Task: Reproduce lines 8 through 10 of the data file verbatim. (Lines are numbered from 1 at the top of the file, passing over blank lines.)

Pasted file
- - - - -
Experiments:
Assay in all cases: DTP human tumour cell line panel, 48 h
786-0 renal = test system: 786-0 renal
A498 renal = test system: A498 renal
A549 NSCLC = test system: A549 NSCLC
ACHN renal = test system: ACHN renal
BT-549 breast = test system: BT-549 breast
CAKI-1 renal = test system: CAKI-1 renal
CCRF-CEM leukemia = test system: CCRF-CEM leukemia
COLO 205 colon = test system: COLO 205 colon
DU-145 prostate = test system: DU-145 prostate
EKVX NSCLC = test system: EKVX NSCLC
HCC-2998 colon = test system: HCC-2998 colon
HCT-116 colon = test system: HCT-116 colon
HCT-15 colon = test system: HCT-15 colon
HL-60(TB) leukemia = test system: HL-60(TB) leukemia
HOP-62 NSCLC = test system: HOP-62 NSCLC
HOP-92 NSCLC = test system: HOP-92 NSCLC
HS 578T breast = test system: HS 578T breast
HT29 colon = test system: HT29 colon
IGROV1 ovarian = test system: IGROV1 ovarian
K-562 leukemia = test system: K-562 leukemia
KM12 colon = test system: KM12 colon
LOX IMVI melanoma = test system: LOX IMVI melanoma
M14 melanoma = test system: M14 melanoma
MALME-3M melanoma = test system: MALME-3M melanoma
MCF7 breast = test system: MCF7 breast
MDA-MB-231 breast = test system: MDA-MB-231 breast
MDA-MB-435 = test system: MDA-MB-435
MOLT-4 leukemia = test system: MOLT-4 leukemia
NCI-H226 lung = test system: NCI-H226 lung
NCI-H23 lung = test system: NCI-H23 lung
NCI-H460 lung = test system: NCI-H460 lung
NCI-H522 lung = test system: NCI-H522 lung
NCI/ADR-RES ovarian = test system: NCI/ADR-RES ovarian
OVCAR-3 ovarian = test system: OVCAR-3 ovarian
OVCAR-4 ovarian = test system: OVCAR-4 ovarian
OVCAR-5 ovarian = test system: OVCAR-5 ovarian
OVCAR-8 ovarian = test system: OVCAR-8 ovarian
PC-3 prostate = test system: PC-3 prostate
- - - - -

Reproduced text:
CAKI-1 renal = test system: CAKI-1 renal
CCRF-CEM leukemia = test system: CCRF-CEM leukemia
COLO 205 colon = test system: COLO 205 colon